US 2186692 A
Description (OCR text may contain errors)
Jan. 9, 1940.
M. J. BOYER ET AL METHOD OF AND APPARATUS FOR HAND WEAVING 2 Sheets-Sheet 1 Filed Feb. 18, 1939 TOR. ayer 8/ & Nell/e E. o
20 Max Jan. 9, 1940- M. J. BOYER ET AL METHOD OF AND APPARATUS FOR HAND WEAVING Filed Feb. 18, 1939 2 Sheets-Sheet 2 e/ g I & M57 51 KTTORNEY Aax OOOOOOOOOOOOQOO yer Patented Jan. 9, 1940 UNITED STATES,
PATENT OFFICE METHOD OF AND APPARATUS FOR HAND WEAVING Maxwell J. Boyer and Nellie E. Boyer, Lakeland, Fla.
The purpose of this invention is to provide improvements in apparatus and methods of hand weaving which will facilitate and simplify the weaving of various articles, such as mats, scarfs, rugs, bath mats, pot holders, hand bags, and the like, in which the various articles may be woven inrectangular shaped units, and these may readily bejoined together to form a mat, scarf, rug, I quilt, or the like, of any size or shape. m The invention is a relatively small hand frame adapted to be used as a loom and upon which devices may be woven by-loops or strands, and in which the edges may be bound or fringed, or fin- I ished in any manner desired. i Weaving frames, looms, curtain stretchers, and various devices have been made of various shapes and designs, and substantially all of these comprise a frame generally of a rectangular shape with pins, hooks, or-other thread, yarn, or other holding means at the sides; however, for hand weaving of this type, in which weaving is facilitated by providing the material in endless loops or by using double strands, it has been found desirable to provide a loom or frame of a particular type or size, and in which the pins or holding means are arranged inrows and spaced at the corners to provide angular shaped notches which make it possible to finish the corners to form a complete unit on the loom, or join the corners to form a rosette, and also in which the pins are arranged to form continuous rows of extending loops at the sides which may readily be laced together with joining units. It has also been found desirable,v particularly for hand weaving looms, to provide means whereby a fringe or finish may readily be formed on the loom. 1 I
The object of this invention is, therefore, to provide a specific form of loom for hand weavingwhich is adapted to weave strandsor loops to form individual units. Y
Another object is to provide a hand weaving loom in which means is provided for forming a fringe or border. v 45 Another object. is-to provide av hand loom in which evenly spaced pinsare required, in which the pins of each side are formed in separate sections and mounted upon-the frame as a unit.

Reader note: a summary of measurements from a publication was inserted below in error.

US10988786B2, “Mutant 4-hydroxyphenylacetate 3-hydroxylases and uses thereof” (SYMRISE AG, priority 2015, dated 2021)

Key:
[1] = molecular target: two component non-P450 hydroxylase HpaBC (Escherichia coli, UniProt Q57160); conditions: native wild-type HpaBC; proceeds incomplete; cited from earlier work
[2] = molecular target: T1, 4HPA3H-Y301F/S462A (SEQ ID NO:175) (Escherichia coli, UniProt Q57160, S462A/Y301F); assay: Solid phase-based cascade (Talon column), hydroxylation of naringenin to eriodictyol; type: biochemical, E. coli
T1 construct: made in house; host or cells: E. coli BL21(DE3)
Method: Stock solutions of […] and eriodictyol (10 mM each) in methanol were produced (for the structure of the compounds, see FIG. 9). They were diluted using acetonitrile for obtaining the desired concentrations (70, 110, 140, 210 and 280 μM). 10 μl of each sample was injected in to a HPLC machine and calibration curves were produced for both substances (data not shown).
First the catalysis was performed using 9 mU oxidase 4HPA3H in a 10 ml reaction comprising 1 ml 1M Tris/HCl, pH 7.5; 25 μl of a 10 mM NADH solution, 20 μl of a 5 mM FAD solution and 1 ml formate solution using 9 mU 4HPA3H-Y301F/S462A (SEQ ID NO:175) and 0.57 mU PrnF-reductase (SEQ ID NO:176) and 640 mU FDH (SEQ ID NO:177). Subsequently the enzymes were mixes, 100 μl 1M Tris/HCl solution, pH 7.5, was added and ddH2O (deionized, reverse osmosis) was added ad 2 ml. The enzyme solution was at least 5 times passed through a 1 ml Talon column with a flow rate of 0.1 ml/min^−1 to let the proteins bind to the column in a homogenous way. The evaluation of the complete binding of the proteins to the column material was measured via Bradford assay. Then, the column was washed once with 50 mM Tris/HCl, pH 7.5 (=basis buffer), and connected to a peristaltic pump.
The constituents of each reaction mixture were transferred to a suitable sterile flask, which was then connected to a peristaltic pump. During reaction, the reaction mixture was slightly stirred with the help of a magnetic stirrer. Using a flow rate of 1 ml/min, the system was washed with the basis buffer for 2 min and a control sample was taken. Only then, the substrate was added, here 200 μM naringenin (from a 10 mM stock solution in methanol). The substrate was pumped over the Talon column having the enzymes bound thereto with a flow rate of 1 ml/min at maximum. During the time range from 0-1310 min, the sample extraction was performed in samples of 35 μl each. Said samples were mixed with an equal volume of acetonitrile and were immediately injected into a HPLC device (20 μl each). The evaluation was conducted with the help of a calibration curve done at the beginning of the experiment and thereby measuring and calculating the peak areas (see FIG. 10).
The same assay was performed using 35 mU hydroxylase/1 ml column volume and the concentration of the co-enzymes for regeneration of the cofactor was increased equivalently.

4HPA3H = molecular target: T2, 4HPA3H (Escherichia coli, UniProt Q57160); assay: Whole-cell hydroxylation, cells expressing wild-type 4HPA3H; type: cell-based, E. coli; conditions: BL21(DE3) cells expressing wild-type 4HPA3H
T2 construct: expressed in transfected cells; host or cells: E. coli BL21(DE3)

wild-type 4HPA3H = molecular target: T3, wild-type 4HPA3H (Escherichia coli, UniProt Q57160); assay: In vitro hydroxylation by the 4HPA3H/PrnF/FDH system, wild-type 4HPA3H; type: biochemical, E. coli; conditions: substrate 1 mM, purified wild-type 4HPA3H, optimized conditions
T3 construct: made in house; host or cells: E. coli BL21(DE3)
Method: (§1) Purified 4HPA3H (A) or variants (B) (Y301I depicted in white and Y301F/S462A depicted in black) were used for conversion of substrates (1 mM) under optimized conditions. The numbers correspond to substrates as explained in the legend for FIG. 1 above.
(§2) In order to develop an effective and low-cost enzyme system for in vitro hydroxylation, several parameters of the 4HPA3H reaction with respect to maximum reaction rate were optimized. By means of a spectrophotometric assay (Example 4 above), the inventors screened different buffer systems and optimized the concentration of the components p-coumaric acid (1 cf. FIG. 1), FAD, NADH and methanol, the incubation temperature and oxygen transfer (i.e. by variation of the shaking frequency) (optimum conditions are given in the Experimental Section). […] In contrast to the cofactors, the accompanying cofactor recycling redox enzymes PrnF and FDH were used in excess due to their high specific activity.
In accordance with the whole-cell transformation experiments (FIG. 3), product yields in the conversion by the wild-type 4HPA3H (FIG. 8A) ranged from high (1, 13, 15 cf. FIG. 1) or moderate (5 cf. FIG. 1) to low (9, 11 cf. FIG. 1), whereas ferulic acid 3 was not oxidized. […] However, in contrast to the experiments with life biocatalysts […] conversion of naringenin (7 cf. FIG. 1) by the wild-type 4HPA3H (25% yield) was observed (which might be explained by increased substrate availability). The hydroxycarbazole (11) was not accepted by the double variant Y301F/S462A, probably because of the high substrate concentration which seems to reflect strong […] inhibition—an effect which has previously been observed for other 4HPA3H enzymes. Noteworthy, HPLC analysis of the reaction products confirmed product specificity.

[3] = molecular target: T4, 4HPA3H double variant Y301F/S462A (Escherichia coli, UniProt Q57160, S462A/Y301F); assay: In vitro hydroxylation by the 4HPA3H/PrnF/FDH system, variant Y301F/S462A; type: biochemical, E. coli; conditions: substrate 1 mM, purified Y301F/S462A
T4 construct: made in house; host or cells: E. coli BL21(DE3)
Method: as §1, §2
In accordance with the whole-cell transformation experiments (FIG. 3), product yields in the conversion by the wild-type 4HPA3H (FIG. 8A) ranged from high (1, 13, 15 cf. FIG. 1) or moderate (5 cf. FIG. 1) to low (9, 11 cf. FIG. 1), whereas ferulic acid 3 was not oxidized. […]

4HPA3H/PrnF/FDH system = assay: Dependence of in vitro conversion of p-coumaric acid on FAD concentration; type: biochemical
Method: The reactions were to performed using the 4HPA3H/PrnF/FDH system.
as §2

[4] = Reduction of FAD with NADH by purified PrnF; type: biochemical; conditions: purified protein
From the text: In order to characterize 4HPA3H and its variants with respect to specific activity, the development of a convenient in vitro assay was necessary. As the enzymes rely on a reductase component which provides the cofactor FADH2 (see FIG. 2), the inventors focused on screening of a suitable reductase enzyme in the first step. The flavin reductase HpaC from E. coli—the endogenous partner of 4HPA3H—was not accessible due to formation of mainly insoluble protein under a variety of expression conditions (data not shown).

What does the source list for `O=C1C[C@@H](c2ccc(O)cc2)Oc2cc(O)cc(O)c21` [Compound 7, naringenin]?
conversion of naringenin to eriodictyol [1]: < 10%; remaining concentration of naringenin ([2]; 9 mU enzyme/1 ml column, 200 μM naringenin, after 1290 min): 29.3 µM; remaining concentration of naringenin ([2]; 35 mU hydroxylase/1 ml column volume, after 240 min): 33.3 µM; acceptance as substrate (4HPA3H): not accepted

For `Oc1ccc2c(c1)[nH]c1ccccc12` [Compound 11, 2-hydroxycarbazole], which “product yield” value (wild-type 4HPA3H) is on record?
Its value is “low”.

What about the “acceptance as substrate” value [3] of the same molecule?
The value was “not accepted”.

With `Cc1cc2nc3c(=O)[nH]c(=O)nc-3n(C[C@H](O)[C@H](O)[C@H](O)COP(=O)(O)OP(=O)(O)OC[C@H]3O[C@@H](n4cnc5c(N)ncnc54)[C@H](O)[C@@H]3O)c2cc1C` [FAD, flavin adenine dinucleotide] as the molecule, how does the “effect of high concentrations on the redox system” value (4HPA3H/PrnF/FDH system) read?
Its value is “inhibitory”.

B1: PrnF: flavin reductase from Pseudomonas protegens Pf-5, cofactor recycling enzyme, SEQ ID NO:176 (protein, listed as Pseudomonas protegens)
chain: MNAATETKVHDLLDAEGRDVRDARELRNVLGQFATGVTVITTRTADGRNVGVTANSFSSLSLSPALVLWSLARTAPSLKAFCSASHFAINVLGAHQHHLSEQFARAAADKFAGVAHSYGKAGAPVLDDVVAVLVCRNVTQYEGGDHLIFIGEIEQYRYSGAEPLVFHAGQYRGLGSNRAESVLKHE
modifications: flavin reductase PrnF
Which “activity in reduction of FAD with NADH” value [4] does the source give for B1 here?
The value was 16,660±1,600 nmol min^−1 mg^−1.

Another object is to provide a method of weaving in which loops, which are obtained by cutting tubular material transversely, and also yarn, are used, either of which may readily be interwoven, using the same material for warp and weft. v
Another object is to provide means for connecting the edges of a unit formed of interwoven loops, thereby holding it secure.
Another object is to provide a method of lacing the edges of units formed of interwoven loops without using an additional strand of material.
Another object is to provide means for forming a rosette at the adjoining corners of a plurality of woven units.
A further object is to provide a method of forming a fringe on a hand loom for providing an edge or binding to articles formed on the loom.
And a still further object is to provide a unique ,handloom and method of weaving thereon, in
which' articles may be produced in a relatively simple manner and at a relatively low cost.
With these ends in view the invention embodies a rectangular shaped frame having equally spaced pins arranged in rows in units on the opposite sides thereof, with similar units of rows of pins positioned directly opposite to the units providing means holding loops in perpendicular relation, and a method of weaving articles with loops or double strands, combining the edges and corners, and providing a finish or fringe.
Other features and advantages of the invention will appear from the following description, taken in connection with the drawings, wherein:
Figure 1 is a plan view of a frame or loom showing loops on one section thereof, and a few loops on the opposite section with a needle in the position of drawing a loop through the oppositely positioned loops.
Figure 2 is a cross section through the loom shown in Figure 1, showing the method of construction.